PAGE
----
Is it a horror game? Definitely not. Although it's very drab with lots of nasty choices to make... And ultimately your morals will be tested. Should you do your job correctly to the letter, even if you know in your heart that it's not always the 'right' thing? Or are you gonna switch off your emotions entirely and just be a part of the machine? The choice is yours. But be prepared for reprimand if you choose the former. The game is excellent and addictive.
Papers Please is a 2D game by Lucas Pope, who has previously worked on UI and Tools stuff for Naughty Dog, most notably for games like Uncharted. At some stage he decided to leave that comfortable job and start off on his own. He was inspired by Passport Control officers and figured it would make a cool game idea. Strangely, he was right (he's also made another game called Return of the Obra Dinn since, and that too is excellent). Papers Please was released on PC and Mac first, then made its way to Linux, PS4, Vita and iPad.
So what is the game? You've just been selected to work on a new border checkpoint to your home country of Arstotska. The game has distinct Soviet-era style and tone (but it is never suggested that it is Soviet and does a good job to distance itself from those kinds of terms. For example, you'll never see the word "comrade" in the game) and it's your job to run the checkpoint, calling the next person, asking for their documents, checking if everything is in order and then either allow them to enter or deny them and send them back. Ideally you want to get as many people at your window as possible for maximum pay, as the government pays per person on top of your basic salary.
If you get things wrong, you get a citation. Get too many of these and they will start to deduct pay. Then later your superior comes to visit and will give you a kicking. If performance stays poor (or gets worse) you lose your job and everything else. On the flipside, if you're consistently good you will be told that you are working satisfactorily and then they'll give you a plaque to put on your wall (also, you HAVE to put these up or again you will get reprimanded).
As the game progresses, there's extra complexity that gets thrown in such as needing more documents and other things to verify and confirm. The game shakes things up often enough and it's always a real race against the clock to accurately move these people around.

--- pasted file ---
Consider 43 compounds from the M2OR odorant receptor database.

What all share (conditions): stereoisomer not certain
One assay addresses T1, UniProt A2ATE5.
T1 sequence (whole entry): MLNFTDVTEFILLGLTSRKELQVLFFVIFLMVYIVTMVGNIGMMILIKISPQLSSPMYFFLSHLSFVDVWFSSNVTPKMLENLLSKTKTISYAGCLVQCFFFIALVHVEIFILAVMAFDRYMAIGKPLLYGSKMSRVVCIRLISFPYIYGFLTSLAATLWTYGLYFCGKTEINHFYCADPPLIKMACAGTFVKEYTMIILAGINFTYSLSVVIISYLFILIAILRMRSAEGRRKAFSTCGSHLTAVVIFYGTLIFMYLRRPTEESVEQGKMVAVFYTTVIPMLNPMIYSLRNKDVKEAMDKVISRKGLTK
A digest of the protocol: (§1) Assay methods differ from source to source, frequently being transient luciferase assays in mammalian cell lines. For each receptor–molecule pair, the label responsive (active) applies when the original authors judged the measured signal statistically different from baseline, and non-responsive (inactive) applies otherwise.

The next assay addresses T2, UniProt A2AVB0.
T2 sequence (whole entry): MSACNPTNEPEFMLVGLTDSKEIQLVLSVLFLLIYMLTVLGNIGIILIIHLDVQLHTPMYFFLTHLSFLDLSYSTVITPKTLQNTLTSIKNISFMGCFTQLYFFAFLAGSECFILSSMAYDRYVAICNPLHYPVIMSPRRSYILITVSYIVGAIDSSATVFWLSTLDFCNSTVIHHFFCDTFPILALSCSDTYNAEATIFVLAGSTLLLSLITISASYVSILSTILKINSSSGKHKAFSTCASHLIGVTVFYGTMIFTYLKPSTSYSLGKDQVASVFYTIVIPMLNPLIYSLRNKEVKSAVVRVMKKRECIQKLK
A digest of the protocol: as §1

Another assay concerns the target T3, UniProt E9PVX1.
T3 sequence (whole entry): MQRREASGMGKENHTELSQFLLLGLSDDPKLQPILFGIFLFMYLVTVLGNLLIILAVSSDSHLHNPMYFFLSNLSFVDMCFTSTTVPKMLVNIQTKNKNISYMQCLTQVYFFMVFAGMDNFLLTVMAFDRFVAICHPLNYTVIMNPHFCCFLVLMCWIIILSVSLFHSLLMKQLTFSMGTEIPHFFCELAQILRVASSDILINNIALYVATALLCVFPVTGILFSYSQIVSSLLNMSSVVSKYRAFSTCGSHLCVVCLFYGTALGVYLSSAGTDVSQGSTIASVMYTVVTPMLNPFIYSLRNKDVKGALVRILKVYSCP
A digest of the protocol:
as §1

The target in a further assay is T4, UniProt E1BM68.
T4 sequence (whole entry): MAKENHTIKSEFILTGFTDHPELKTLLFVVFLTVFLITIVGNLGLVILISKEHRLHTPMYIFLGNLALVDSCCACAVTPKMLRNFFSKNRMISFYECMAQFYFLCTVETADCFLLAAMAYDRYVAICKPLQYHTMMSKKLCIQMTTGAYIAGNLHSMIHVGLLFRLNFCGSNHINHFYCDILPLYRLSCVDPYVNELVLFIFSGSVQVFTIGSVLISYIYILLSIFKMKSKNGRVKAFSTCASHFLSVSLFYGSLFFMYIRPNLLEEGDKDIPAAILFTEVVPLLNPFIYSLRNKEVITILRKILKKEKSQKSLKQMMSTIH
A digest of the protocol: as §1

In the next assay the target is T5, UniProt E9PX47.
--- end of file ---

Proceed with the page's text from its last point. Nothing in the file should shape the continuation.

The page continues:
In a normal game, you have access to a handbook which tells you what you need to be looking for in terms of documentation, as well as a map with all of the countries in the area and their issuing cities. On a persons passport it will generally have a passport photo, passport number, issuing city, date of birth and expiry date. All of these need to be checked for validity and you also have to cross-reference them with other documentation they provide. You can speak to people for more information and also confront them on any issues if needed.
The game doesn't just let you do this at will though, you can only interact with people if you have a valid reason to. Which is where the Inspection Mode comes on. Here, you toggle a mode where you select an item you think is invalid against something else (e.g. If you think their issuing city is wrong, you would select the issuing city on the passport against the list of issuing cities in your handbook, or if their photo doesn't look like them, you'd select the photo along with the person in the booth). From there you can either deny them or (at least later in the game) detain them.
There's extra complexity added later that simply has to be experienced (there is an entire sub-plot involving anti-government factions and you can also have access to guns as well), I would rather people play the game than explain every little gameplay element; all I can say is that it's a surprisingly thrilling experience and I've been playing it for years on-and-off.
The main game has an overall plotline, that mainly exists to try and throw some spanners in your works. There are a bunch of scripted encounters that always happen, for story reasons and there are also randomly generated people that get thrown into the mix. Essentially the game forces you to make choices that can and will eventually harm you and your family. On that note, there is also a simple post-level mechanic where you have to decide how to spend your salary on yourself and your family. Basic stuff like food, heat, medicine etc. It's possible for family members to die if you don't perform that well at work which will affect the game ending (and there are multiple endings).
So yeah, I hope this review has at least piqued your interest in Papers Please. It's a devilishly simple game with a dull-sounding premise. But it's great.
Also, there is an Endless Mode that you can unlock if you beat the games 'main' ending. And the iPad version is probably one of the best games for the platform as you have full touchscreen controls. It's not available on iPhone as the screen area is too small.